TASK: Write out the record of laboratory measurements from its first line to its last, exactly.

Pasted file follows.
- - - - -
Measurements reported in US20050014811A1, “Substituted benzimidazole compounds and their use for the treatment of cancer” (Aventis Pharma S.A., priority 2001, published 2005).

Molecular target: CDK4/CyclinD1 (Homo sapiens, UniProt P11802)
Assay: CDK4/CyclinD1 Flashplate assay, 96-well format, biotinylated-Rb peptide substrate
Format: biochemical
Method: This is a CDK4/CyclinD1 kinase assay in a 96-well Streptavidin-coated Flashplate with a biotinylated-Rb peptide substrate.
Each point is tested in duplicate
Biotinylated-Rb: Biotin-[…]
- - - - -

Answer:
Measurements reported in US20050014811A1, “Substituted benzimidazole compounds and their use for the treatment of cancer” (Aventis Pharma S.A., priority 2001, published 2005).

Molecular target: CDK4/CyclinD1 (Homo sapiens, UniProt P11802)
Assay: CDK4/CyclinD1 Flashplate assay, 96-well format, biotinylated-Rb peptide substrate
Format: biochemical
Method: This is a CDK4/CyclinD1 kinase assay in a 96-well Streptavidin-coated Flashplate with a biotinylated-Rb peptide substrate.
Each point is tested in duplicate
Biotinylated-Rb: Biotin-[…]